What is known is that anti-Chinese feelings led to the City of Lethbridge passing By-Law 83 in 1910. The By-Law had an innocuous title - A By-Law Respecting the Erection and Removal of Buildings, Fire Limits and Prevention of Fires..... - but the by-law is best remembered for ordering that all laundries had to be within a specific geographic area of Lethbridge. The true nature of the by-law became apparent when all laundries, except the one owned by white residents, was forced to move into the area.

The By-Law was repealed in 1916 but by this time Chinese busineses and residents had moved to the area that became known as Chinatown. Chinatown developed a strong sense of community which it retained for decades.

Around the same time, many people complained that immigrants were taking jobs from Canadians. Discriminatory hiring practices were used. In January 1909 Lethbridge City Council ordered its engineers to employ English-speaking workers in preference to "foreigners." Some businesses, often hotels, restaurants and cafes, promoted that they only hired white help. One restaurant, White Man's Cafe, even expressed its hiring policy in its name.

The Chinese community learned very early on that they had to rely on each other in order to survive. Organizations - such as the Chinese National League and Chinese Freemasons - supported members of the Chinese community. They established roomed for their members to meet and socialize, libraries where they could read Chinese newspapers and classes for children to learn calligraphy and Cantonese. These organizations sponsored many celebrations including the Chinese New Years. Through the Great Depression no member of the Chinese community in Lethbridge went on relief as the support came from within the community and not government.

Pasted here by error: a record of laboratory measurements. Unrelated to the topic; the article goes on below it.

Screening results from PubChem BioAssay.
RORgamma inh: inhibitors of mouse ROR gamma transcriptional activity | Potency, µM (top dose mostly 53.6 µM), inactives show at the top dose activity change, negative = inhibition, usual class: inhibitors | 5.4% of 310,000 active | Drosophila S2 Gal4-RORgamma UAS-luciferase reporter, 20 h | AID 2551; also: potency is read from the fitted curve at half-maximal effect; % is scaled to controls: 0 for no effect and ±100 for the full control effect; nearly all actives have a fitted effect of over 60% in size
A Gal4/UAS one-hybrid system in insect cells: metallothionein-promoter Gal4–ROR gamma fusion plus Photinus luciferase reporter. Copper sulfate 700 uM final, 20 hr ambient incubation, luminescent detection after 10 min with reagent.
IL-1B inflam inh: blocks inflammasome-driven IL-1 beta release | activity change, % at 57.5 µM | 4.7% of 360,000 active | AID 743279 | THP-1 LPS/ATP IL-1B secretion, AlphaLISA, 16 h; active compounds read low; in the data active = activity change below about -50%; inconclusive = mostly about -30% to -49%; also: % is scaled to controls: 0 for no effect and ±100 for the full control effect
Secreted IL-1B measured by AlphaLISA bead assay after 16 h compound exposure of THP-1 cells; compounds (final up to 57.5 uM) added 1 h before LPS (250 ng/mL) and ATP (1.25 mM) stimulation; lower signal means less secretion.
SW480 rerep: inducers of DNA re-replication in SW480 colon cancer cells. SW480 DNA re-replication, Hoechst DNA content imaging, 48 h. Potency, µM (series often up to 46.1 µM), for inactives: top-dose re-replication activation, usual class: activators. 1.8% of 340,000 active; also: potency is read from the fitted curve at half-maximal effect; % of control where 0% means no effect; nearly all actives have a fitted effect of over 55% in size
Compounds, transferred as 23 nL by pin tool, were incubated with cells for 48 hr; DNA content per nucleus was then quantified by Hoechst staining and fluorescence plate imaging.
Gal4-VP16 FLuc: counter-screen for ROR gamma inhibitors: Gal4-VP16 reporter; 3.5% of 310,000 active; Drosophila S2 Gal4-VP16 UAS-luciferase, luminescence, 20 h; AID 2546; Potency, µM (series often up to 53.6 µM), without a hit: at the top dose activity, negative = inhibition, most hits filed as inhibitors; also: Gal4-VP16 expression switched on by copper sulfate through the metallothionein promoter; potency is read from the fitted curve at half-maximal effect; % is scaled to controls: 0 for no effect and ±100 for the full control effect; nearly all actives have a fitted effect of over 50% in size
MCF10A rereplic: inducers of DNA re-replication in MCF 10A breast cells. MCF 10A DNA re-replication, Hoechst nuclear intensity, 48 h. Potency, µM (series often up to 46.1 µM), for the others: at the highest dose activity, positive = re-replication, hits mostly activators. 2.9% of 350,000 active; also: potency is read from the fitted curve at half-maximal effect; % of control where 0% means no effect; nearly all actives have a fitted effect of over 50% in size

I have researched the Chinese community in Lethbridge for exhibits and books. There is very little documented history on the Chinese community in Lethbridge. There are few photographs and records. Even individual Chinese residents who operated businesses for 40 years in Lethbridge may only show up in the Lethbridge Herald 1 or 2 times. This is not a story of Lethbridge's past that is easy to tell or easy to find.

Sadly, earlier this week we lost a very tangible part of our Lethbridge history. The Chinese National League Building was built between 1909 and 1920. Not surprisingly this corresponds to the time By-Law 83 was being promoted. The building was originally a restaurant. Likely the owner found it prudent at that time to move to where the other Chinese businesses were being located because, of course, there is safety and support in numbers.

Many people have said there was nothing remarkable about that building. The story of that building was not in its bricks and mortar. It was in what it represented about Lethbridge history and about the Chinese story in Lethbridge history. This building told us about our community 100 years ago and over the past century -- who we were then, who we are now and who we would like to become. Now, sadly, the story of that building has been relegated to the dust heap.

1 comment:

  1. Dear Belinda Crowson,
    Thank you for en-lightening us with a brief history of this building and its significance. My grandfather lived there in his young adult years not long after it was constructed. As a newcomer to this country without family and friends this building and the league played an important part in his survival through a dark age in Canadian history.